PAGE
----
Therefore, to further optimize the control of the plasma deposition process, a technique illustrated with respect to FIGS. 8-10 maintains an end of the optical fiber medium 23 to gather light from the same relative position in the plasma, regardless of any such changes. As a preferred location, since it is relatively easy to locate for any plasma, the optical fiber 23 is positioned to view the plasma at the location where the ratio of the intensities of emission into relevant narrow band-widths is a maximum. In the example being described, that ratio is preferred to be the intensity of the hydrogen alpha line divided by the intensity of the helium line of emission.
Referring to FIGS. 8 and 9, a mechanism will be described for moving the optical fiber cable 23 with respect to the transparent window 24 of the reaction chamber in order to maintain this ratio at a maximum. The optical fiber cable 23 is preferably terminated in a long, small diameter cylindrical tube 301. The cable preferably contains dozens of individual optical fibers. The purpose of the tube 301 is to limit the natural cone angle of acceptance of light of the optical fiber end so that it accepts substantially collimated light rays emitted from an area of the plasma 51 that is substantially the same size as the size of the opening of the tube 301 at an end adjacent the quartz window 24. The inside of the tube 301 is made to be highly reflective.
The light-guiding tube 301 is attached to a support block 303 that is carried with respect to the reaction chamber 11 in a manner that allows it to be moved in both X and Y directions. Appropriate control motors are used to provide such movement. An example is the use of separate X and Y direction drive motors 305 and 307, respectively, that drive the support block 303 through respective mechanical connections 309 and 311 to move the block 303 in those two directions. The motors 305 and 307 are controlled by position control circuits 313 which are in turn connected to the system computer control 25 (FIG. 1) by an appropriate circuit 315.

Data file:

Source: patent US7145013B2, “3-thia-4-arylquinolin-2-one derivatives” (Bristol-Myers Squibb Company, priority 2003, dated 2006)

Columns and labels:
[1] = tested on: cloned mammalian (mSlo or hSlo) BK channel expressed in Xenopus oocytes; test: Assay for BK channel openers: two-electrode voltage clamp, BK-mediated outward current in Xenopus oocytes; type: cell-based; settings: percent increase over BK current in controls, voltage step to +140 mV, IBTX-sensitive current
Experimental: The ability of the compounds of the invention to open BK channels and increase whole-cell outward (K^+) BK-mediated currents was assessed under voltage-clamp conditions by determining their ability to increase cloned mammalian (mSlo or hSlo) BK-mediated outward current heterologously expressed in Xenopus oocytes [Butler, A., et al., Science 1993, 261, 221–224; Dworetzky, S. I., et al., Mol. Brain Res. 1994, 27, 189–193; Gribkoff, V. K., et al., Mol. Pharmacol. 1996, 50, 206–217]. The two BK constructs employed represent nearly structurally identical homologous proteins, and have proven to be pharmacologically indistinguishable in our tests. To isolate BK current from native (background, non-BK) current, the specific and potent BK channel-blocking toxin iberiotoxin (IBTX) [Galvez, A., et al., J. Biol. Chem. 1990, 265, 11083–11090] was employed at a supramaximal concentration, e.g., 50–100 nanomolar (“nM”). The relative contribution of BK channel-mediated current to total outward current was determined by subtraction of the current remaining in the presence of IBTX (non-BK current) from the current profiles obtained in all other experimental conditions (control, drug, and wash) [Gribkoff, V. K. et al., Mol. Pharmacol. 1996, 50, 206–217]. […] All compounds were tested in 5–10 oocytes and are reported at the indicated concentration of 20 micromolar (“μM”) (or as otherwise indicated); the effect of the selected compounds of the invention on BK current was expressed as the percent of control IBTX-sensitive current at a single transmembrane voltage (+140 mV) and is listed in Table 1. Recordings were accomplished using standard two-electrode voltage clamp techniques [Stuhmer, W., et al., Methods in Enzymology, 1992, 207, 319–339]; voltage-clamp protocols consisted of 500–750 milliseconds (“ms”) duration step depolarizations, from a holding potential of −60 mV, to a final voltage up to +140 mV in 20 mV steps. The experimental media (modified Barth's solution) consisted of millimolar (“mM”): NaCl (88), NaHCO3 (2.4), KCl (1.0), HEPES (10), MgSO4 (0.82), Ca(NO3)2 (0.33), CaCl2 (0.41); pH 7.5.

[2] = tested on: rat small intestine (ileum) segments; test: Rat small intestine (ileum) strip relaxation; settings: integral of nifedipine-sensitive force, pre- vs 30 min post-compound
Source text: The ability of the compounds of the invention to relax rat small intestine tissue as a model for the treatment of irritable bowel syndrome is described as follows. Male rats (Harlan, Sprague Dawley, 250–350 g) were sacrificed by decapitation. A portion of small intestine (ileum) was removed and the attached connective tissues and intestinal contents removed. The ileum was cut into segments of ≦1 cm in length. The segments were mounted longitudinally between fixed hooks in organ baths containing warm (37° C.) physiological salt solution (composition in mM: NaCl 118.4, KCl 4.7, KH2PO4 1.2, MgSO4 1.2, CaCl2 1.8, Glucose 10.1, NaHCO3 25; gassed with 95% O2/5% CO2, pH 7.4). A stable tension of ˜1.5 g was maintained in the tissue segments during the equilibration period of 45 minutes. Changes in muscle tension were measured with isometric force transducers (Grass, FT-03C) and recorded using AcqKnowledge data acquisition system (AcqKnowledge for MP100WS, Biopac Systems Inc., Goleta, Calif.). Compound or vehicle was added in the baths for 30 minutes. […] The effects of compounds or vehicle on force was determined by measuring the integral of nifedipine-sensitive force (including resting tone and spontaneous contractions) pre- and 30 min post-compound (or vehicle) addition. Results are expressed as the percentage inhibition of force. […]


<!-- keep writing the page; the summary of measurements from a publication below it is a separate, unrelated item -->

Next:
The block 303 can then easily be controlled to move the optical fiber end tube 301 to a position to view the plasma 51 where the ratio of the intensity of the hydrogen alpha line to that of the helium line is a maximum. This adjustment can be made as frequently as each time a substrate is placed into the reaction chamber, or, more practically, on a periodic basis or when the nature of the substrate to be coated significantly changes.
A number of specific ways of determining the desired location may alternatively be implemented by the mechanism of FIGS. 8 and 9. One way is to scan the fiber cable tube 301 in some raster pattern across the window 24, while the computer control system 25 calculates a desired ratio from information obtained at several locations of each raster scan line. The location of the block 303 where the ratio is maximized is then determined and the block returned to that position for monitoring the plasma.
Another one of many ways of determining the maximum intensity ratio location is illustrated in FIG. 10. As a first step, the tube 301 is located at four spaced apart positions indicated at 317, 319, 321, and 323. The ratio of intensities is calculated for each of those locations and the maximum determined. Assuming that maximum in this example was obtained at the location 321, then the tube 301 is positioned at four other locations spaced around the position 321, such as positions 325, 327, 329 and 331. The maximum intensity ratio for each of these four locations is noted, and another four locations tested around that location, and so forth.
Of course, as an alternative to the mechanism described with respect to FIGS. 8-10, the fiber cable tube 301 can be adjusted in some manner by hand, while the operator is observing the desired intensity ratio which is being calculated by the system's computer.
The magnetron used in the plasma chamber 29 can be of a usual planar magnetron form, a representation of which is given in FIG. 11A. A cross-sectional view of the magnet structure 55 is provided at a vertical plane. In plan view, the structure of FIG. 11 is elongated in a direction normal to the plane of the paper.